*And seriously, there are way more neuroscientists out there than I ever would have predicted. They are everywhere. I think there's one hiding behind my chair right now.
**Alright, we're probably past that point.
Parasites are ubiquitous among eukaryotes, with some estimates suggesting that for every animal species there are at least 100 parasites and that parasites outnumber free-living species 4 to 1. For a variety of reasons, getting true estimates of parasite numbers is virtually impossible, but there is no doubt that they play a major ecological and evolutionary role. With all this competition among parasites for suitable hosts, it should not be surprising that some have gotten particularly creative in finding ways to disperse.
If you haven't heard of the fungal parasite that takes over the brains of insects, it's an amazing story. It's an amazing system that David Hughes has been working on at Penn State since staring his position there in 2011. There's certainly been no shortage of interest in the system, but the lab is looking to transition from understanding the ecology of this relationship to examining the cellular scale.
That's where postdoc Charissa de Bekker, comes in. Charissa is in the process of understanding what's going on in the heads of those ants. Literally. Using the recently published genome of the caterpillar Ophiocordyceps parasite and draft genomes of the parasite species in the ants as a backdrop, she will use the expressed genes (transcriptome) and metabolites of the parasite during infection to reveal the mechanisms for ant mind control.
Charrisa has launched a crowdfunding campaign to get this work rolling and produce the preliminary data needed to write a fundable proposal. As of now, the project has 18 days remaining and is only just over 20% of it's goal of $5,306. Beyond the fact that this is a very cool project that will produce some enticing data, you will be supporting the work of a new lab getting established in a growing field. Plus, the more we know about zombies the better prepared we will be for the Zombie Apocalypse*.
So head on over an donate to this project.
*This research is a better use of your money than stock piling food and ammo.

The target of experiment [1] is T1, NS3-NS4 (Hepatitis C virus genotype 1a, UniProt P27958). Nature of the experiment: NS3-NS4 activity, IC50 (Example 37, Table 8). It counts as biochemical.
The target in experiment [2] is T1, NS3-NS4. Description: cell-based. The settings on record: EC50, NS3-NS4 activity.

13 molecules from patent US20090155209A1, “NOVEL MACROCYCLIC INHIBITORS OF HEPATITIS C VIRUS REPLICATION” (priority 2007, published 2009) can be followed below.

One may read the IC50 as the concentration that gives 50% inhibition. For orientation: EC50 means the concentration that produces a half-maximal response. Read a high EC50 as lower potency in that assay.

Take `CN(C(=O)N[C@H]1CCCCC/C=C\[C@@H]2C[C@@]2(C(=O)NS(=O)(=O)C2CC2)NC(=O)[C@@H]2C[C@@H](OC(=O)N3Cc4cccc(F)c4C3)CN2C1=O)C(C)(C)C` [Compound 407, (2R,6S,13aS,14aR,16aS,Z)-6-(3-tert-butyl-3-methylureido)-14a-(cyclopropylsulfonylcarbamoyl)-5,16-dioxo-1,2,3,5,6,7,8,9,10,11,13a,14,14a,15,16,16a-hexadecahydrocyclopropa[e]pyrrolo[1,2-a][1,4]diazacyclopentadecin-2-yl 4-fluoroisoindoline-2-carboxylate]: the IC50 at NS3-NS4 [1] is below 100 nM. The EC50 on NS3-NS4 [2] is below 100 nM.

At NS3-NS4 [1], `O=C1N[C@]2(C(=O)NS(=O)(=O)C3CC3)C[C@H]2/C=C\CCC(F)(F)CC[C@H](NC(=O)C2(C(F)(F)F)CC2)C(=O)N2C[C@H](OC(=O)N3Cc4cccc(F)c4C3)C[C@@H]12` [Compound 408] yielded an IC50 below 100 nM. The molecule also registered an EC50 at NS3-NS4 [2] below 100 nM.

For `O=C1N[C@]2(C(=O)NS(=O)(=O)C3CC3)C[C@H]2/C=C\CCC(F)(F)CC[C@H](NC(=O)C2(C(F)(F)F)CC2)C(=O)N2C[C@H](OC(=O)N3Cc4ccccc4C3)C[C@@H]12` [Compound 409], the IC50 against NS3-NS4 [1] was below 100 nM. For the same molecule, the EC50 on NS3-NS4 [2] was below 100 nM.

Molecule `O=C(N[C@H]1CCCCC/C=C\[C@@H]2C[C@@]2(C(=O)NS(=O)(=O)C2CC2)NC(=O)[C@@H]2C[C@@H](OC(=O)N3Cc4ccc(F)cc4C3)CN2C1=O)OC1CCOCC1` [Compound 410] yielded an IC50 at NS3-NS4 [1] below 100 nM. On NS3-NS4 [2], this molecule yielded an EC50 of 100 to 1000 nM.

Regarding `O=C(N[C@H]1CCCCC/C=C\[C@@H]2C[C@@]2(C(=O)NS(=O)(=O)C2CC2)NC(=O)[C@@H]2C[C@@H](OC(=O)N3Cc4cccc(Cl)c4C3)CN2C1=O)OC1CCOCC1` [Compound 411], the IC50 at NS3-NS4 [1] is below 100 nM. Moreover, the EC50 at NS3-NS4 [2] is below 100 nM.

I'm using the royal We here, but it's an honest question. Blog posts announcing one's decision to quit are apparently shocking to some people, but for the life of me I don't understand why. When lawyers quit does everyone stand staring, mouths agape? What about when doctors chose to do something that isn't clinical?
A PhD is a highly variably degree that trains you for a lot of things. One of those things is a job in an academic setting, but there are others. This post isn't about job shortages or "alt careers" (which is a misnomer in itself), but a PhD is more flexible than it is often cast.
Being a PI is a hard job with it's pluses and minuses, just like any other competitive career with a lot of training. There are pressures and stress and constant rejection. At times things get overwhelming and you're pulled in far too many directions. For every person who appears to lead a charmed life, there are ten more who spend 40% of their time battling bureaucratic red tape. So why is it shocking when people find another opportunity that they want to explore?
In terms of worst possible timing for a government shutdown, October would be a pretty high pick for NSF's Bio directorate. October/November is pretty much panel season for IOS and DEB, and POs and panelists had the pleasure of sitting on their hands, not knowing whether they were even going to be able to meet. Once the shutdown ended everyone furiously starting getting ready for the panels that had not been interrupted by the shutdown.
...and then they were all canceled, across the board.
Any panels that met had to get special permission from the director. What that meant was that there was huge variation with how reviews were handled from one panel to the next. Some still met, others met virtually, some found an afternoon for a virtual ranking of proposals and a few never got together at all, leaving the POs to rank.
It is not totally clear what effect this will have, if any at all. You'll remember that we have data suggesting that the fine scale machinations of panel review are not particularly predictive. Whereas I have certainly seen a proposal forcefully argued up or down a category by a particularly opinionated panelist, there is generally agreement on the broad ranking of most proposals.
But all of this may be moot since these short term Continuing Resolutions force POs to short their budgets year after year. No matter what the science funding target of this administration is, the CRs lead to slow bleed out. What happens when you can only budget for 90% of last year's budget when that was only 90% of the year before?
It's getting tighter and tighter out there and there's not much light at the end of the tunnel.
"How much does you project cost per year? How much do you cost?"
It's a serious question I asked my class the other day, and none of them could tell me. Yes, I realize that how a lab runs is not really something grad students should be overly invested in, as long as they have the resources they need. At the same time, it has an enormous impact on them directly or indirectly.
So I told them to go find out. Ask their PIs, estimate their consumables and reagent costs, etc. What surprised me most was that many of them returned to class to report that their PI had either declined to provide them information or told them they didn't need to know. Not even an estimate?